Working Group Recommends Pediatric Pneumonia Definition and Diagnostic Criteria

pneumonia diagnosis
pneumonia diagnosis
The working group provided a recommended case definition and ancillary testing methods to diagnose severe pneumonia in field trials.

Diagnosing pediatric pneumonia in field studies can be challenging owing to the development and presentation of the condition, as well as varied case definitions and surveillance approaches across studies. To address these issues, investigators from the Household Air Pollution Intervention Network (HAPIN) trial ( Identifier: NCT02944682), in conjunction with external pneumonia experts, formed a working group to provide recommendations for study design and implementation ahead of the upcoming intervention trial. The results of the working group discussions were published in Lancet Respiratory Medicine.

According to researchers, the definition and classification of both severe and nonsevere pneumonia is a “well-recognized challenge,” because no existing classification system is considered a gold standard. The risk for misclassification exists due to the use of different case definitions across studies. Currently, no single, universally accepted definition of pneumonia exists.

This challenge can be met through the use of standardized diagnostic algorithms, such as the World Health Organization’s (WHO) pneumonia case definition — commonly used in low- and middle-income settings outside of hospitals. This classification, revised in 2014, divides pneumonia in children aged 2 to 59 months into 2 categories, which have been lauded as “straightforward, generalizable, and easy to implement in resource-poor settings.”

Based on the results of an extensive literature review, which focused on various diagnostic and imaging challenges for pneumonia, the working group was able to provide a recommended case definition and ancillary testing methods that can be used to diagnose severe pneumonia in field trials.

First, the working group suggested that investigators assess respiratory symptoms. If cough or difficulty breathing is observed, the assessment should be continued for clinical signs, such as fever and tachycardia. Because these symptoms have low specificity and present variably, the working group recommended that the presence of tachypnea, chest indrawing, or other signs of severe respiratory distress be determined. Pneumonia should be defined as “severe” if a child presents with either 1 of the general danger signs described by the WHO or hypoxemia.

The working group also recommended that pneumonia outcome studies use a standardized case definition, as proposed by the WHO, instead of a definition that relies on physician diagnosis. They recommended that tachypnea be defined as a respiratory rate using either the integrated management of childhood illnesses definition (≥60 breaths/min for children aged <2 months, ≥50 breaths/min for children aged 2-11 months, and ≥40 breaths/min for children aged 12-59 months) or age-specific upper limit of normal thresholds for the reference population.

Additionally, the working group recommended that general danger signs, as defined by the WHO, be used to identify severe cases of pneumonia and to increase the specificity of a pneumonia diagnosis. One potential limitation of using the WHO definition is, they noted, that these signs may be too nonspecific. Researchers can mitigate this limitation by using more specific signs of severe respiratory distress and by adding hypoxemia and moderate to severe malnutrition to the list of danger signs. The working group also recommended testing for malaria and other coinfections “if relevant to the local context.”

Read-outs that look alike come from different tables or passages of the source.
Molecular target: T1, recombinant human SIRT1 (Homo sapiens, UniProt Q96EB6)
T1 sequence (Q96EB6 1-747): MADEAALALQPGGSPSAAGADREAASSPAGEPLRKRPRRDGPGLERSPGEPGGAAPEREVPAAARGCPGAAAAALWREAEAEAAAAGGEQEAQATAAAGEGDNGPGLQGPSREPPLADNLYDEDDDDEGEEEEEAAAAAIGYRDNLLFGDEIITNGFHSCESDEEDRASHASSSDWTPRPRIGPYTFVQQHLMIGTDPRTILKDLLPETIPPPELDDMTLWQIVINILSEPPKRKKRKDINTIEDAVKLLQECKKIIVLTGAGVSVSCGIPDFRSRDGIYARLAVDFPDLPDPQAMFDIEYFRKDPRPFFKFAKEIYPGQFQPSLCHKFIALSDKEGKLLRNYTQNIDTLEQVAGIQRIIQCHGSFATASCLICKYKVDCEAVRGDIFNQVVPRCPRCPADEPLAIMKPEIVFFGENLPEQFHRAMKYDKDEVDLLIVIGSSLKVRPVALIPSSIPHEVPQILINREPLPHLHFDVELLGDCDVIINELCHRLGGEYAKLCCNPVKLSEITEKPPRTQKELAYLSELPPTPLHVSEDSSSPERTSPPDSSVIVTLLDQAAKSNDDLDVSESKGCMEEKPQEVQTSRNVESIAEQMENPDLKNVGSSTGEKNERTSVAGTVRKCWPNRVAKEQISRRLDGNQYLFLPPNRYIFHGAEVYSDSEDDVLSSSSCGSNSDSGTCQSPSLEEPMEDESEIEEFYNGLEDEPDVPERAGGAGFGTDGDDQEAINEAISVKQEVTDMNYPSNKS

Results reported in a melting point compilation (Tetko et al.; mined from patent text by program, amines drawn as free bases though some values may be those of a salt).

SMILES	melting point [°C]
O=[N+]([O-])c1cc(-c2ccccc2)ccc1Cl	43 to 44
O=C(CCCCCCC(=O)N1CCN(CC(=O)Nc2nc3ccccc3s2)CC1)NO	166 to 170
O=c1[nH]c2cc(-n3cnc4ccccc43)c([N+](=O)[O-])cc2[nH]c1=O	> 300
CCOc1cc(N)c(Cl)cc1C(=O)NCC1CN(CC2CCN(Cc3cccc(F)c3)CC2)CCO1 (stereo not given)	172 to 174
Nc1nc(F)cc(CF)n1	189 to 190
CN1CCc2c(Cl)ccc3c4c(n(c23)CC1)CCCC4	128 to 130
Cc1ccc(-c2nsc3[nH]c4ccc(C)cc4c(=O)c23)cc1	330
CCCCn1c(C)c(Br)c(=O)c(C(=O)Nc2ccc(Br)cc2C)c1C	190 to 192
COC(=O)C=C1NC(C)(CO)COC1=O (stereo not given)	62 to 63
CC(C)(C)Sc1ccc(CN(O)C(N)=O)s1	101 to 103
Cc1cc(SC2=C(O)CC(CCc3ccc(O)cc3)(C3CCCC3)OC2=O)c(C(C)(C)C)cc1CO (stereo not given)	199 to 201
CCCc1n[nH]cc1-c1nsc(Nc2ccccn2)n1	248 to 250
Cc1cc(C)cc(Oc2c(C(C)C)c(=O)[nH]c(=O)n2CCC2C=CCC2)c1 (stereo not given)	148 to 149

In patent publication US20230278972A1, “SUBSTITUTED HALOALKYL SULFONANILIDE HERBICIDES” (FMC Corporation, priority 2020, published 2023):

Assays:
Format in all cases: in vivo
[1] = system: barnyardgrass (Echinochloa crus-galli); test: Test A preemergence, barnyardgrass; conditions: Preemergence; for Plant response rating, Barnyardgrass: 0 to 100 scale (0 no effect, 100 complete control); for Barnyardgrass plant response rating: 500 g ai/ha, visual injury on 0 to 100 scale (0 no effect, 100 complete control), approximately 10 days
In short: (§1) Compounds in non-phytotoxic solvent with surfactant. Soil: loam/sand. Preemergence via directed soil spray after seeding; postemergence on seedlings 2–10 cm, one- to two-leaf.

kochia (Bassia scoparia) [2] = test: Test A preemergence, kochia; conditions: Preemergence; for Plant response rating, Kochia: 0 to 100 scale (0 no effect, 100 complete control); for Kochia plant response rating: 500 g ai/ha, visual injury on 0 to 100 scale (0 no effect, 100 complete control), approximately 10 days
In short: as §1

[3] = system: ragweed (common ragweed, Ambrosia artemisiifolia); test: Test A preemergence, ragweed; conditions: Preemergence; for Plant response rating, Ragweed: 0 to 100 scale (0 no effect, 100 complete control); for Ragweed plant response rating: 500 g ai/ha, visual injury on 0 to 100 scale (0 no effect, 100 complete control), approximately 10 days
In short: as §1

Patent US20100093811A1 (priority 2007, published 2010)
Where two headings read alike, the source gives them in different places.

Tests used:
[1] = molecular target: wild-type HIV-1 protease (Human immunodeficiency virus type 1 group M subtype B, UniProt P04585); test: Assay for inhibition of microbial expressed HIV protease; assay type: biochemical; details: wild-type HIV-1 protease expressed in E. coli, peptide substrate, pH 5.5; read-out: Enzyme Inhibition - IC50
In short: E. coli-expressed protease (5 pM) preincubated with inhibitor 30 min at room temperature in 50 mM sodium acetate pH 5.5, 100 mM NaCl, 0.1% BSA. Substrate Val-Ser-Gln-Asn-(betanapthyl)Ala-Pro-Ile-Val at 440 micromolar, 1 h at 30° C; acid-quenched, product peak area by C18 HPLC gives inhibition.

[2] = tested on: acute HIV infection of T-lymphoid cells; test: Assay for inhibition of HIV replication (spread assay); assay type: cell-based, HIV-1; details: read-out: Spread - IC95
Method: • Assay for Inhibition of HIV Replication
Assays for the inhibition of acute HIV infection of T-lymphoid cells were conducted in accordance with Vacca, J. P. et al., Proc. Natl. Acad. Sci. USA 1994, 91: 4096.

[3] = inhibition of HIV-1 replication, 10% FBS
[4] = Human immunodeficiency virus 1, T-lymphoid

Finally, the working group recommended that a case definition of pneumonia be based on the acute presentation of respiratory signs and symptoms (<14 days before disease presentation) and ancillary testing via either pulse oximetry or chest imaging. The group also recommended that hypoxemia be defined as a peripheral capillary oxygen saturation measurement of <93%; this measurement should be further refined for children at higher altitudes.  

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For the upcoming HAPIN trial, investigators plan to use the following: a combination of respiratory symptoms and signs (cough or difficulty breathing, tachypnea, and presence of chest indrawing), the presence of a general danger sign to indicate severity (severe pneumonia defined by the WHO), and ancillary testing with pulse oximetry and chest imaging.

In addition to these diagnostic criteria, HAPIN investigators will identify children with potential cases of severe pneumonia at select health facilities using HAPIN-standardized equipment. Home visits will provide researchers with an opportunity to identify and capture missed pneumonia cases and to reinforce behavioral messaging about seeking care.

“As study objectives differ based on the type of intervention and study setting, the pneumonia case definition and surveillance strategy should be carefully considered before implementing pneumonia outcome studies,” the researchers concluded. 

Disclosure: Several study authors declared affiliations with the pharmaceutical industry. Please see the original reference for a full list of authors’ disclosures.


Goodman D, Crocker ME, Parvaiz F, et al; for the HAPIN Investigators. Challenges in the diagnosis of pediatric pneumonia in intervention field trials: recommendations from a pneumonia field trial working group [published online October 4, 2019]. Lancet Respir Med. doi:10.1016/S2213-2600(19)31249-8